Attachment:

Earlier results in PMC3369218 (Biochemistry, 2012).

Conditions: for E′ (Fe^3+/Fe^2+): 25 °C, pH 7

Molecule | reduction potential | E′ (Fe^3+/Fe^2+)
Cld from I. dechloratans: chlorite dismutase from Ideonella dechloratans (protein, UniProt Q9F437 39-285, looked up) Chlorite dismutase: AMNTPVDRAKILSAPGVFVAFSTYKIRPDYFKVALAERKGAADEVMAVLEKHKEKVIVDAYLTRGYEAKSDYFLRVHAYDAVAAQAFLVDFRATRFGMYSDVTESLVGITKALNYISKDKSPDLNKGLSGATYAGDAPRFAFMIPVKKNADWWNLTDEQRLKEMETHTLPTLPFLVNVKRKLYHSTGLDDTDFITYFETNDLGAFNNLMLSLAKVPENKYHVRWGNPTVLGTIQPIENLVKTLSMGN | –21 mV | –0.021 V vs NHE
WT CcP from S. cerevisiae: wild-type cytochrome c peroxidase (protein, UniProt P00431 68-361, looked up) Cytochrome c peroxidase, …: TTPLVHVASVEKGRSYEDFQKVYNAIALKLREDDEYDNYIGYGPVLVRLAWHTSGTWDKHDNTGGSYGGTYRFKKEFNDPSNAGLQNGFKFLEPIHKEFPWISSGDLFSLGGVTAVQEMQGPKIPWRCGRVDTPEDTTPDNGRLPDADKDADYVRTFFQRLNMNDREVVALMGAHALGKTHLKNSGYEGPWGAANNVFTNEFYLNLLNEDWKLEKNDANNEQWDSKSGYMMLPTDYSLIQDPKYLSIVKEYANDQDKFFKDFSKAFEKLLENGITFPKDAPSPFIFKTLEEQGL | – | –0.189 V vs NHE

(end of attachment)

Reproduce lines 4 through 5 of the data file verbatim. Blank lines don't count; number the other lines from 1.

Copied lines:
Cld from I. dechloratans: chlorite dismutase from Ideonella dechloratans (protein, UniProt Q9F437 39-285, looked up) Chlorite dismutase: AMNTPVDRAKILSAPGVFVAFSTYKIRPDYFKVALAERKGAADEVMAVLEKHKEKVIVDAYLTRGYEAKSDYFLRVHAYDAVAAQAFLVDFRATRFGMYSDVTESLVGITKALNYISKDKSPDLNKGLSGATYAGDAPRFAFMIPVKKNADWWNLTDEQRLKEMETHTLPTLPFLVNVKRKLYHSTGLDDTDFITYFETNDLGAFNNLMLSLAKVPENKYHVRWGNPTVLGTIQPIENLVKTLSMGN | –21 mV | –0.021 V vs NHE
WT CcP from S. cerevisiae: wild-type cytochrome c peroxidase (protein, UniProt P00431 68-361, looked up) Cytochrome c peroxidase, …: TTPLVHVASVEKGRSYEDFQKVYNAIALKLREDDEYDNYIGYGPVLVRLAWHTSGTWDKHDNTGGSYGGTYRFKKEFNDPSNAGLQNGFKFLEPIHKEFPWISSGDLFSLGGVTAVQEMQGPKIPWRCGRVDTPEDTTPDNGRLPDADKDADYVRTFFQRLNMNDREVVALMGAHALGKTHLKNSGYEGPWGAANNVFTNEFYLNLLNEDWKLEKNDANNEQWDSKSGYMMLPTDYSLIQDPKYLSIVKEYANDQDKFFKDFSKAFEKLLENGITFPKDAPSPFIFKTLEEQGL | – | –0.189 V vs NHE